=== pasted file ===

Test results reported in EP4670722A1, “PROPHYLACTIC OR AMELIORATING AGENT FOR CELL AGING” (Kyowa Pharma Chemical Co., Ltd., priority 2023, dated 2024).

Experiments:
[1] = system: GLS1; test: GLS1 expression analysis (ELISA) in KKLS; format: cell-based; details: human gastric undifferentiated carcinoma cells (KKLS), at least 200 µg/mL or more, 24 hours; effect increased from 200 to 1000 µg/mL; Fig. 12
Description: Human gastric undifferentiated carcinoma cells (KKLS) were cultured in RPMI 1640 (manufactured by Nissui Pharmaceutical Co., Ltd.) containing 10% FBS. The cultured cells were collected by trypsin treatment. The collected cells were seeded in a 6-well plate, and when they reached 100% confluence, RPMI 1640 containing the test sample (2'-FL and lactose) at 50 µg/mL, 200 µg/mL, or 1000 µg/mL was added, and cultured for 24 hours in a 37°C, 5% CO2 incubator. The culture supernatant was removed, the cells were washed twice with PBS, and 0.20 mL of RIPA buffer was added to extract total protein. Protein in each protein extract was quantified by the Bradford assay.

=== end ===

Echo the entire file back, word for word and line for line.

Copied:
Test results reported in EP4670722A1, “PROPHYLACTIC OR AMELIORATING AGENT FOR CELL AGING” (Kyowa Pharma Chemical Co., Ltd., priority 2023, dated 2024).

Experiments:
[1] = system: GLS1; test: GLS1 expression analysis (ELISA) in KKLS; format: cell-based; details: human gastric undifferentiated carcinoma cells (KKLS), at least 200 µg/mL or more, 24 hours; effect increased from 200 to 1000 µg/mL; Fig. 12
Description: Human gastric undifferentiated carcinoma cells (KKLS) were cultured in RPMI 1640 (manufactured by Nissui Pharmaceutical Co., Ltd.) containing 10% FBS. The cultured cells were collected by trypsin treatment. The collected cells were seeded in a 6-well plate, and when they reached 100% confluence, RPMI 1640 containing the test sample (2'-FL and lactose) at 50 µg/mL, 200 µg/mL, or 1000 µg/mL was added, and cultured for 24 hours in a 37°C, 5% CO2 incubator. The culture supernatant was removed, the cells were washed twice with PBS, and 0.20 mL of RIPA buffer was added to extract total protein. Protein in each protein extract was quantified by the Bradford assay.